Hybrid Publishing vs. Vanity Publishing: Is There Really a Difference?

By Chris Olsen

When it comes to traditional publishing, the odds are stacked against most authors. Even more so for authors who identify as women of color, women with disabilities and members of the LGBTQ+ community—these groups are grossly underrepresented in publishing.

Author-assisted publishing—a form of self-publishing where authors enlist the support of experts to publish their books—has been around as long as traditional publishing. Evangelists of traditional publishing have often discredited alternate publishing models, but these evolving models have been instrumental to the spread of knowledge and ideas. Innovations in publishing have made books more accessible and affordable and have helped facilitate the democratization of information.

Hybrid Publishing vs. Vanity Publishing

Two well-known author-assisted models are vanity publishing, which emerged in the 1940s, and hybrid publishing, which came into prominence in the 2010s. With both of these, the author typically sells the rights to their material for a set amount of time, pays for book publishing services, and shares the royalties with the publisher. Hybrid and vanity publishers often require the author to subsidize the cost of printing and warehousing book inventory as well.

These two models have been hotly debated for years. Opponents argue (and Publish Her agrees) that an author who subsidizes the cost of publishing (and in some cases inventory) should not also be required to give up rights or share royalties with the publisher.

While hybrid publishers and vanity publishers are similar in some ways, there are key differences between the two:

  • Hybrid publishers strive to meet specific guidelines regarding editing, design, distribution, etc., as defined by the Independent Book Publishers Association. Many (but not all) hybrids adhere to these standards and produce higher-quality books.
  • Vanity publishers are notorious for misleading authors, using high-pressure sales tactics, charging exorbitant fees, and producing books that don’t meet publishing industry standards.

Unfortunately, some hybrid publishers are vanity publishers in disguise. One telltale sign of a vanity publisher is the promise of book sales by the thousands. The fact is that most authors sell under 500 books. Lifetime sales for traditionally published authors average between 500 and 2,000 books (excluding public figures and well-known authors). Lifetime sales for self-published authors average fewer than 100 books. The promise of a certain number of book sales is one a publisher can’t make.

Another indicator of a vanity publisher is the promise of high-profile media exposure. Most books don’t become New York Times bestsellers. Only a small percentage of titles published are featured by influencers like Oprah. There are several ways to generate media interest in your book, and successful authors work with marketing experts to do so, but high-profile media exposure—or any media exposure for that matter—is not guaranteed.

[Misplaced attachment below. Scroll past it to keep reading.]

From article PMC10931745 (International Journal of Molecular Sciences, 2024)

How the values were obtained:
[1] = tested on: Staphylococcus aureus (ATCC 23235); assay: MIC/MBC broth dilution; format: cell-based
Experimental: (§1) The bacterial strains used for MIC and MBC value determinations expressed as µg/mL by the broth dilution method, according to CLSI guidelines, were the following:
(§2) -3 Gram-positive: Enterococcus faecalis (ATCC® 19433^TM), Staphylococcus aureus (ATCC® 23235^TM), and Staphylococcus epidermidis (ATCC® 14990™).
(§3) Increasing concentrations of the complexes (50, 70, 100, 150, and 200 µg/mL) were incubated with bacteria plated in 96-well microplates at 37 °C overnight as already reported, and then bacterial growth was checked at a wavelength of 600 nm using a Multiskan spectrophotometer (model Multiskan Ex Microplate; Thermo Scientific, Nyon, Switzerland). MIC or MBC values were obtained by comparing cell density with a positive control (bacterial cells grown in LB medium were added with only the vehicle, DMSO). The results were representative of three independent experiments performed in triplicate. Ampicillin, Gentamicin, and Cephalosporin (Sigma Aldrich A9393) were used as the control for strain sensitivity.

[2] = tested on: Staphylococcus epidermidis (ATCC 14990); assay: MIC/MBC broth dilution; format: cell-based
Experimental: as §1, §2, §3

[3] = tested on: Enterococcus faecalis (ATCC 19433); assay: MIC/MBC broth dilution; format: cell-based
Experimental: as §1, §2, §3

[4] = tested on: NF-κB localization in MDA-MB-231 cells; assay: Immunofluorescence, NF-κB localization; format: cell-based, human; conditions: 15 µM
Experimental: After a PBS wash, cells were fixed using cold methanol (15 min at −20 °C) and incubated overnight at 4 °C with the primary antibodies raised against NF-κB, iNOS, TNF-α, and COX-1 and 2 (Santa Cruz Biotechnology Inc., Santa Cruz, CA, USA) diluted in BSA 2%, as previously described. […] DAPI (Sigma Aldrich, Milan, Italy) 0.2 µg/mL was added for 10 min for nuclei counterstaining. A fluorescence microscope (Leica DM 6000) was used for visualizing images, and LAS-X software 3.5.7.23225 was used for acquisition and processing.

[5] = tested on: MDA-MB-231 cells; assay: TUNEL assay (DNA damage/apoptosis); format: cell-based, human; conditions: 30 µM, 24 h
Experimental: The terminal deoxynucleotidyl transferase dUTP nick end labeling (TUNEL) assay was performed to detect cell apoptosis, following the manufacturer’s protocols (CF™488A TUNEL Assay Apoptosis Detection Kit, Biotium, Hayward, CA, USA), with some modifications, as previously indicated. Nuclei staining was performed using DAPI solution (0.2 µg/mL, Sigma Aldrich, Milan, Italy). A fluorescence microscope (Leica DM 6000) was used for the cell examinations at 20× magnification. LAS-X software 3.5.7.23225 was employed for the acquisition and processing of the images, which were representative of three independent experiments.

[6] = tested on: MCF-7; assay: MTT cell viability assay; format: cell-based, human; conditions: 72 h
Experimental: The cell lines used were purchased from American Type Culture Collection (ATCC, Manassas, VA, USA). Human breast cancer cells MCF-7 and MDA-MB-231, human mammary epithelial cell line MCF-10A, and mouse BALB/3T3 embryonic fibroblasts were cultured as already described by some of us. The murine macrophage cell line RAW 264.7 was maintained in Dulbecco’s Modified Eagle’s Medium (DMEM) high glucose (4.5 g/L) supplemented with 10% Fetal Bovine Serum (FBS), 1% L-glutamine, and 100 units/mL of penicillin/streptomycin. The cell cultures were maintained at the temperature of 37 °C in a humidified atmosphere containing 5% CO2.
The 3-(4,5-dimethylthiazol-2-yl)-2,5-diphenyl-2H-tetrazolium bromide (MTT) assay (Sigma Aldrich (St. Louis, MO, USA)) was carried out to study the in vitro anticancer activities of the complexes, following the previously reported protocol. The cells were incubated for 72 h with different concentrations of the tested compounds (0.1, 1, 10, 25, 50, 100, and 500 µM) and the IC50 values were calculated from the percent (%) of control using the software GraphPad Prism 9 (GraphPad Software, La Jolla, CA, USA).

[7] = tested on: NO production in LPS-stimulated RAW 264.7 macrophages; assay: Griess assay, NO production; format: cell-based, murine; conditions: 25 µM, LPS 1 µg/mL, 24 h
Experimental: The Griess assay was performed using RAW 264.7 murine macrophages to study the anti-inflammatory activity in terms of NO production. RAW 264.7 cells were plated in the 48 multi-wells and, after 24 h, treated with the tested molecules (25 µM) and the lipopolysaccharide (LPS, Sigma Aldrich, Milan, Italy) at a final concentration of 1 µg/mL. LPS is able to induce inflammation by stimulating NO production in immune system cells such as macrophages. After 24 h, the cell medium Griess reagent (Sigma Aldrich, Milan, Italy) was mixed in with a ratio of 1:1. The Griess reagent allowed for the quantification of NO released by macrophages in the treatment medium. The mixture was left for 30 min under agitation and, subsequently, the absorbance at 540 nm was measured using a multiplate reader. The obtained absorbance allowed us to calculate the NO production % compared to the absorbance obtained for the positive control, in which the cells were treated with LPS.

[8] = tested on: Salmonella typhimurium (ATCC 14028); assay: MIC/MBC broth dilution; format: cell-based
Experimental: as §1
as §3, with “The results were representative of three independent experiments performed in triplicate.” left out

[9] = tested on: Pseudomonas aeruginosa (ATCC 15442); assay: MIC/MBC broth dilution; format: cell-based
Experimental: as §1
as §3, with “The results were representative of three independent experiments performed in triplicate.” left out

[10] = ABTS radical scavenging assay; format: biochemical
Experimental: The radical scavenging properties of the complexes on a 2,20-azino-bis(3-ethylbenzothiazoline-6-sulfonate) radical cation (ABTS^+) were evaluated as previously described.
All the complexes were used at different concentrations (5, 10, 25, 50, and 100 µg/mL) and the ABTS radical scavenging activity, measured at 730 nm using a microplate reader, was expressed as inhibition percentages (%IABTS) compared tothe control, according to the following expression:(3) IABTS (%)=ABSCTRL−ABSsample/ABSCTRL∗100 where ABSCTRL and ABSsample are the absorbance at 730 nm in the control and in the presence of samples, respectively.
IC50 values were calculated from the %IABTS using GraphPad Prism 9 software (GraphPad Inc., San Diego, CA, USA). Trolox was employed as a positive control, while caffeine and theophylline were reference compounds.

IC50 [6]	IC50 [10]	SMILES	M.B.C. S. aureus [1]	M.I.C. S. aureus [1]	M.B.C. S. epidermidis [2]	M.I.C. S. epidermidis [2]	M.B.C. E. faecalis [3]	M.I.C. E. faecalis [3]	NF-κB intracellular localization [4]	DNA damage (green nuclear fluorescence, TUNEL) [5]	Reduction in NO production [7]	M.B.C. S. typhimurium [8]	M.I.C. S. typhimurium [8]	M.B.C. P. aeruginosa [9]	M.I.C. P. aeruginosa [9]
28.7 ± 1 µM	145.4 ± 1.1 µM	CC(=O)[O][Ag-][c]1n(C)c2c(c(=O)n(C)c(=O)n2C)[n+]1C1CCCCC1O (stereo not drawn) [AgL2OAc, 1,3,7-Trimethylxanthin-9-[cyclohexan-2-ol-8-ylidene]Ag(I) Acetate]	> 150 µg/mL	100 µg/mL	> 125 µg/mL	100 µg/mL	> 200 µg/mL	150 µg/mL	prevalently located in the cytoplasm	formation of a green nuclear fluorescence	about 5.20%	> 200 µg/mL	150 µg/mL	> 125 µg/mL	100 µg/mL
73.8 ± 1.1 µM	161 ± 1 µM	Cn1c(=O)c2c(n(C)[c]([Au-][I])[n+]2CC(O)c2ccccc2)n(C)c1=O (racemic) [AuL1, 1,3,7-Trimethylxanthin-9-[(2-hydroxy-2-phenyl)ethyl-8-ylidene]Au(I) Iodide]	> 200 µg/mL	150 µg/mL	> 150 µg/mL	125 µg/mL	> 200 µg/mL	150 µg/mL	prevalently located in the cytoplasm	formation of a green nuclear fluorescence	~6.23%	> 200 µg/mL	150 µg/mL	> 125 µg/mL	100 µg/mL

Choosing Your Publishing Path

There are many nontraditional paths to publishing that are legitimate and worth exploring. If you are considering the author-assisted publishing route, research the company thoroughly. Is it a member of professional publishing organizations? Ask about its commitment to meeting publishing industry standards. Are there authors who’ve shared details about working with the publisher? Reach out to them directly and learn more about their experience. Are the books produced by the publisher similar in quality to those you’d find in a bookstore? Purchase print copies and see for yourself. Are there general reader reviews for the books the company has published? The absence of reviews can be cause for concern.

Publish Her is a different kind of author-assisted publisher. We are not a vanity publisher, nor are we a hybrid—though we are a member of the Independent Book Publishers Association. We have been recognized multiple times by Publishers Weekly magazine as a grade A publisher. We believe authors should maintain full ownership of their work always, which means we don’t request rights like most publishers do. We believe authors, not publishers, should profit most from book sales, which means—unlike most publishers—we don’t retain a portion of your royalties. We primarily work with on-demand printers and never mark up the cost of printing, so in addition to helping save the environment, authors save money by making their own decisions about inventory.

To support women on their publishing journeys, Publish Her offers two models: Guided Self-Publishing and Collaborative Publishing. We also publish a limited number of books traditionally through our grant program. (Publish Her shares royalties with the author for books published traditionally through our grant program.)

To learn more about the book publishing industry, and the services Publish Her provides to support authors, check out our Choosing Your Publishing Path workshops.

About the Author

Chris Olsen is a broadcast media veteran turned communications consultant, educator and the author of “Whyography: Building a Brand Fueled by Purpose.” The founder of Publish Her and Publish Her Story, Chris has helped thousands of women tell their stories and publish their books.

About Publish Her

Publish Her is a female-founded publisher dedicated to elevating the words, writing and stories of women. We are passionate about amplifying the voices of women of color, women with disabilities and members of the LGBTQ+ community. We aim to make publishing an attainable, exciting and collaborative process for all.